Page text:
A heat pump uses electricity to cool your home during hot weather, and the refrigerant flow can be reversed to heat your home during cool weather. For this reason, many homeowners do not need separate heating and cooling systems. But because of the extreme winter weather in the New England area, a supplemental heat source may be necessary. Because heat pumps do not burn fossil fuels, they are friendlier to the environment than most other HVAC options on the market.
Most people have heard of energy-efficient heat pumps, but not many people know much about them. A heat pump works a lot like a refrigerator. They both use refrigerants to control the temperature in an area. For refrigerators, this means pulling the warm air from inside it to radiating it away through the coils in the back of it, which lowers the fridge’s temperature.
How Heat Pumps Work
Heat pumps work similar to refrigerators, but handle a lot more power and refrigerant to cool or heat a home or business. Where a fridge uses passive heat exchange using the coils in the back of it, a heat pump uses pumps and/or fans to compress the refrigerant—thus making it hotter. This allows it to release pressure where the heat is being absorbed, causing it to heat one area while cooling another.
Types of Heat Pumps
There are several types of heat pumps. The most common ones are air-source heat pumps (seen most often in homes and small buildings) and ground-source heat pumps—AKA geothermal heat pumps.
Where air-source heat pumps transfer heat between indoor and outdoor air, geothermal heat pumps transfer heat from the indoor air to the ground outside. Ground source heat pumps cost more to install, but have a lower operating cost because the ground temperature stays consistent throughout the year.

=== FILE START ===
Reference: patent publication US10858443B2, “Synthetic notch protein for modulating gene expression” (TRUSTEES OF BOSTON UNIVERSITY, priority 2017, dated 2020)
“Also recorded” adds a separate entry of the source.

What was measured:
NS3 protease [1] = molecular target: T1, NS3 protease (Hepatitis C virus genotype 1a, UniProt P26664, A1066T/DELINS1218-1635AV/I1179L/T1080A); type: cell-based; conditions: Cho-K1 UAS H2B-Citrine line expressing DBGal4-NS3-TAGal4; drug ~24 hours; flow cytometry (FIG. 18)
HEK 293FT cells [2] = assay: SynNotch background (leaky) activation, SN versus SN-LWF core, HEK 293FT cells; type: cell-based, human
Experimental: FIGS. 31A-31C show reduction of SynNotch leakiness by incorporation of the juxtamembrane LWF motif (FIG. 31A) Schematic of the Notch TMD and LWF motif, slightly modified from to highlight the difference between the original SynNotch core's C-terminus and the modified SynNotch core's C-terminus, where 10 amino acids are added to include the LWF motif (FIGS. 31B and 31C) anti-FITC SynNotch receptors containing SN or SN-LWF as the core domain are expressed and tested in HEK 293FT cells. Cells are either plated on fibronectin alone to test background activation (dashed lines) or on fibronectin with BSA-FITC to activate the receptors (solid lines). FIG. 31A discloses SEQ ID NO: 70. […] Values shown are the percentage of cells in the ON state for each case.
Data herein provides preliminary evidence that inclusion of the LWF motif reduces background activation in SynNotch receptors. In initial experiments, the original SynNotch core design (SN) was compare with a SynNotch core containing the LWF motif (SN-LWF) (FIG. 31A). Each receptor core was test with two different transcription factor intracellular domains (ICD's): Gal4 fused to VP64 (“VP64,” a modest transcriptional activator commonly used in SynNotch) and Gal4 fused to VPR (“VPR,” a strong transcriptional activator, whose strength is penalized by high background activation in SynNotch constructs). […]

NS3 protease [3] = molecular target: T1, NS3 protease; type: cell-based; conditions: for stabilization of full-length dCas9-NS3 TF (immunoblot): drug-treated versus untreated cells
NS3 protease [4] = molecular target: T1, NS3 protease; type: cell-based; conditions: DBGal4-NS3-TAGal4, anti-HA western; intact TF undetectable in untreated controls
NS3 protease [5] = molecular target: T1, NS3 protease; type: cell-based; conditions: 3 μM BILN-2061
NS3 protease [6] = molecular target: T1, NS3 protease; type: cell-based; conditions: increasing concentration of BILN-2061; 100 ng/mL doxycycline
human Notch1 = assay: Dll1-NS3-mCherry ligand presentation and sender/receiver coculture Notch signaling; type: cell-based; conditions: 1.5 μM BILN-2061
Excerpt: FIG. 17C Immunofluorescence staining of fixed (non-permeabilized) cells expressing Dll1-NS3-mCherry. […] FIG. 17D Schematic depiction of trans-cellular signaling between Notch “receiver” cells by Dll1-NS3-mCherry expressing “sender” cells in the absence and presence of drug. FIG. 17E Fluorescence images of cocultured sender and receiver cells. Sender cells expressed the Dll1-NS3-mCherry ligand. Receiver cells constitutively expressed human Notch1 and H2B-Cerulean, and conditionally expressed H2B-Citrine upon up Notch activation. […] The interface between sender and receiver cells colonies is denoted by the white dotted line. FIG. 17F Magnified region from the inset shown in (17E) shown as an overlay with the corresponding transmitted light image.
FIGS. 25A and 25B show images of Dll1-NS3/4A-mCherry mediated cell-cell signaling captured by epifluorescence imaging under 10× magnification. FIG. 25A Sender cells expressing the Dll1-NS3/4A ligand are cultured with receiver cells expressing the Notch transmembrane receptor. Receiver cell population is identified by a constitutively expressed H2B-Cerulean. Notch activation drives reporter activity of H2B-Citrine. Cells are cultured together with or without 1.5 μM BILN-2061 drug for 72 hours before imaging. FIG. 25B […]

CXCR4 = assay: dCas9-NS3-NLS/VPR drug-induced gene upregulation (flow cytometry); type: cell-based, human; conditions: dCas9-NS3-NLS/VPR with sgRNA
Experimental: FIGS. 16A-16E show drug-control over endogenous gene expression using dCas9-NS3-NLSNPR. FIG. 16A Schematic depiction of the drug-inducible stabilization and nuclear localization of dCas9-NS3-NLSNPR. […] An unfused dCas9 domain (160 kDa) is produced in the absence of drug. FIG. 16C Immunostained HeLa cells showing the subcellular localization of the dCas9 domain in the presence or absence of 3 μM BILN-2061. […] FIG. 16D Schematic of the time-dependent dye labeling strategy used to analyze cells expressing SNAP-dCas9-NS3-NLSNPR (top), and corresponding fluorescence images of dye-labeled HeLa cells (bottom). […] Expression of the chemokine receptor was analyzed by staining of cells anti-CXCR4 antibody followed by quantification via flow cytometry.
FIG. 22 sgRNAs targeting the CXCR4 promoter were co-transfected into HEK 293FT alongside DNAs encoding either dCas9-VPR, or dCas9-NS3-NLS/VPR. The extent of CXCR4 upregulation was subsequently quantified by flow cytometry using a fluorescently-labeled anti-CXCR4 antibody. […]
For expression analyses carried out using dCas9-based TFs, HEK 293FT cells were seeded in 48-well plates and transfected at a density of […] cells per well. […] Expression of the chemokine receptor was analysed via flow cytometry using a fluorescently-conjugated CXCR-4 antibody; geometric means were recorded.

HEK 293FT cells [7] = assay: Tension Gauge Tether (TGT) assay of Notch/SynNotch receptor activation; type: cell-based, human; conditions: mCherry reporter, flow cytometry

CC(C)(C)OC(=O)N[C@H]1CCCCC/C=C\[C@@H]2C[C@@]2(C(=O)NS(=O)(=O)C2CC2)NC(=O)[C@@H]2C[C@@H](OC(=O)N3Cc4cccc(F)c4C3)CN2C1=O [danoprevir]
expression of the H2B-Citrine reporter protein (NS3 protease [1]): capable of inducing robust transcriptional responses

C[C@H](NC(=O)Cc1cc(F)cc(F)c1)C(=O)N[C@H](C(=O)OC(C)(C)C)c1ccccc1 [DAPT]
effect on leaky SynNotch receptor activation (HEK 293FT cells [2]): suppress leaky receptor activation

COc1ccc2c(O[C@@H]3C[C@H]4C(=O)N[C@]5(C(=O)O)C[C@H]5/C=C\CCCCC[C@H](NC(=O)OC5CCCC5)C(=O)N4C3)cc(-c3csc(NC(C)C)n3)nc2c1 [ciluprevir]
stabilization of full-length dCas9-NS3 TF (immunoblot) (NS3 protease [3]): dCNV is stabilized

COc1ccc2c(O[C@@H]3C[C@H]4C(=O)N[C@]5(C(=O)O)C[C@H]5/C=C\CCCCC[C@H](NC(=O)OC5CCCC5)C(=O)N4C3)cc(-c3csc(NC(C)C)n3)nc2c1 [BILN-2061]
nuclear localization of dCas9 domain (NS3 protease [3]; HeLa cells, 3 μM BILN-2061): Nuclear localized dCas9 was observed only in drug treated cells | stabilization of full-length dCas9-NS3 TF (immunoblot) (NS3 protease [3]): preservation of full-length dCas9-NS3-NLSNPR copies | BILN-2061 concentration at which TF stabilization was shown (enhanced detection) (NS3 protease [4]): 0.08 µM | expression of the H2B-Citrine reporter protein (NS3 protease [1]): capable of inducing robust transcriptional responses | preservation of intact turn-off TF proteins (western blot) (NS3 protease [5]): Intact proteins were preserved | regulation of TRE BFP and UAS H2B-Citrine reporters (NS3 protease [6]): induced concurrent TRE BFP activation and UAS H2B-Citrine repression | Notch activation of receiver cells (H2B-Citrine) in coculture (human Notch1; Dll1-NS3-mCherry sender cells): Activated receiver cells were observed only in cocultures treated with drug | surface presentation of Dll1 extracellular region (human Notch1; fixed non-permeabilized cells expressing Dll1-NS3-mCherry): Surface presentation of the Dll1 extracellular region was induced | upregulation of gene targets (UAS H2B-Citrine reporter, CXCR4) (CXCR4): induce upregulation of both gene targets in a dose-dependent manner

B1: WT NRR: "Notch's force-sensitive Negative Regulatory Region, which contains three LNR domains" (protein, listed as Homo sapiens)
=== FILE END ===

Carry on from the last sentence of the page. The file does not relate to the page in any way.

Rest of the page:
Another common type of air-source heat pumps is ductless, mini-split heat pumps that are used in places where ductwork is not available or practical. You probably have already seen ductless mini-splits in action in hotel rooms.
Heat Pump Components
A simple heat pump consists of five major parts
- Condenser–The condenser is inside the room and produces the heating effect of the heat pump.
- Thermal Expansion Valve–This part of a heat pump makes air cooling possible. It suddenly reduces the pressure on the refrigerant and thus the temperature of it.
- Evaporator–This part of the pump exists just outside of the room. This coil’s temperature is very low (lower than the outside temperature), so the heat pump absorbs heat from the outside air.
- Compressor–The compressor compresses the refrigerant to an extremely high pressure which also increases its temperature.
- Reversing Valve–Changes the refrigerant’s direction in the system to change the function from heating the indoors to cooling and vice versa.
Would You Like to Know More About Highly Efficient Heat Pumps?
Then contact us here at Muirfield Mechanical. We are Eastern Massachusetts’ premier heat pump installation and repair specialists since 1963. We install and maintain heat pump systems for Westford, Ayer, Sudbury, Marlborough, Hudson, Stow, Groton, Concord, Littleton, Bolton, Acton, Arlington, Lexington, Belmont, Cambridge, Newton, and the surrounding cities and areas around Eastern Massachusetts and the Greater Boston area. Give us a call at (978) 296-5251, fill out our simple contact form, or send an email to firstname.lastname@example.org to get a free, no-obligation estimate on a new energy-efficient heat pump installation for your home or office.